As with most expensive purchases that later prove to be disappointing, I kept it and used it until……………surfing again and there it was!!!   An entire brush set less expensive than my one kabuki brush. These were special because they were an extra chubby special production for that company. The company representative said so! The elegant woman stroked her face with the largest brush and said “Don’t you hate it when your make up brush sheds and you have all those hairs on your face? Well no worries with these brushes, they are guaranteed not to shed.” I don’t have to tell you what happened next. I’m still hanging onto my first Kabuki brush, thinking there must be a use for it somewhere other than my make up drawer – like cleaning my keyboard!

P.S. Even though I hadn’t ordered from them in over 5 years, the charming customer service rep had no problem finding my information in their system. Isn’t that amazing?

Receive my blogs in your email each time they are posted, just enter your email address and click on the subscribe button under my picture.  Thank you and stay warm……………..Mary Ann





With such a sad date of remembrance occurring this week and today’s news full of fear, I thought a lighter subject might be helpful for all of us.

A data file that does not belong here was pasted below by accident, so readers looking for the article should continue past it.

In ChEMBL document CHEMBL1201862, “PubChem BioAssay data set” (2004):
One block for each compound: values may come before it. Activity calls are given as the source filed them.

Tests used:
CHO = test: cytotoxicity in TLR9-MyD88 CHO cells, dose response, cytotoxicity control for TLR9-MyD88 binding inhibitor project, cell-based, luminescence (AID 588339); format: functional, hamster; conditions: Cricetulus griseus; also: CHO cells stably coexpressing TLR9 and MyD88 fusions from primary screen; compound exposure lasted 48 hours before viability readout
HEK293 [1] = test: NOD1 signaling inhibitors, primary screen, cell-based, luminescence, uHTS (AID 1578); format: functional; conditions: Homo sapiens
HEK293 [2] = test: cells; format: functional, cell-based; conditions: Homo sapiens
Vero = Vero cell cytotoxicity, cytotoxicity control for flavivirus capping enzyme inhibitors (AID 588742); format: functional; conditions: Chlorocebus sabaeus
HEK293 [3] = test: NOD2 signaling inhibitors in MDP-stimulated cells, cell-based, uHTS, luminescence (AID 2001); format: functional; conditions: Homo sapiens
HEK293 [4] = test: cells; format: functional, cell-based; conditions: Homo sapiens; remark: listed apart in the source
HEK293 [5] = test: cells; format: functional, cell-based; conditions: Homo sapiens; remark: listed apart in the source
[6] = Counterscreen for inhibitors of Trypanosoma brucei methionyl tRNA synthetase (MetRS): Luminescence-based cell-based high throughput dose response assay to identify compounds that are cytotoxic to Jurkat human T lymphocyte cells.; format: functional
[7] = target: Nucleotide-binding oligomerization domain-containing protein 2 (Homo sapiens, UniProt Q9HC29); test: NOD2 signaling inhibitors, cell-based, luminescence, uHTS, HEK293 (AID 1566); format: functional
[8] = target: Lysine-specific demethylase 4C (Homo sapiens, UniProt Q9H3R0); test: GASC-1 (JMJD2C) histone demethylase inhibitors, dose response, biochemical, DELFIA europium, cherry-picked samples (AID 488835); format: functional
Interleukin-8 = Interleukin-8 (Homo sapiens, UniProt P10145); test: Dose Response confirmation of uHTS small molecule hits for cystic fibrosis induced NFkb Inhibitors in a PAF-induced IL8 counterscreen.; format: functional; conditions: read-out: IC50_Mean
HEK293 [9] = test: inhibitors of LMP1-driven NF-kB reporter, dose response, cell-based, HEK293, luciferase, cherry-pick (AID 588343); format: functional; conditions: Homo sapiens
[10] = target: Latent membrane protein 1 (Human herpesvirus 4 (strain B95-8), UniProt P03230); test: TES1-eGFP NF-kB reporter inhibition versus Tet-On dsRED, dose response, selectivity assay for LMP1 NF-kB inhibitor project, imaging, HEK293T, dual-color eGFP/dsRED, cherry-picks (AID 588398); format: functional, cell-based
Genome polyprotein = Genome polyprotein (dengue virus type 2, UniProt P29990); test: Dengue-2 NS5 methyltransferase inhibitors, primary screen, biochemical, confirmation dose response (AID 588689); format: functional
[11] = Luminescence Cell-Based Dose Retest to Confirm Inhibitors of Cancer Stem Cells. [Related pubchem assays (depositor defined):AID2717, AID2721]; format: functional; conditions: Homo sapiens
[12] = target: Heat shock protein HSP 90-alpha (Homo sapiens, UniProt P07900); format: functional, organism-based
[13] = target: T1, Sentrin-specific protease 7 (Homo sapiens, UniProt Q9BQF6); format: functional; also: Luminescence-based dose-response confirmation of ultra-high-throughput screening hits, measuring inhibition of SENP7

At 65+, can we  find happiness in these times ?

We are so much more aware of global issues now. Instead of our parents, it’s us glued to the TV news reports. Instead of once a day in the evening, it’s every day, all day long. No longer do we require televisions or radios for news; we have up to the minute news on our computers and alarms on our cell phones to keep us in the know. Unfortunately, the same phone alarm sounds to tell us that an enemy attack is imminent or a sports figure has signed a new contract. Too bad my blood pressure can’t detect the immediate difference. So, how can we be happy with all this going on? We are resilient; we’ve enjoyed Happy Days, survived the Cuban Missile Crisis and are living longer lives than our ancestors.

Happiness is a fleeting emotion.

Years ago, I heard a speaker address this subject with an excellent visualization. Picture yourself in a room surrounded by floating balloons. They represent your emotions; those floating high are happy and those nearing the ground are sad. You begin your day with all balloons floating to the ceiling. Then the phone rings and it’s your doctor’s office wondering why you are late for your appointment = balloons start dropping with your angst, embarrassment and other negative emotions.   A few minutes later you receive another call from your best friend inviting you to lunch and your warm fuzzy emotions kick in, raising some balloons to mid-height. You get the picture, they drop with fear/disappointment/sadness and rise with fun/happy/good experiences.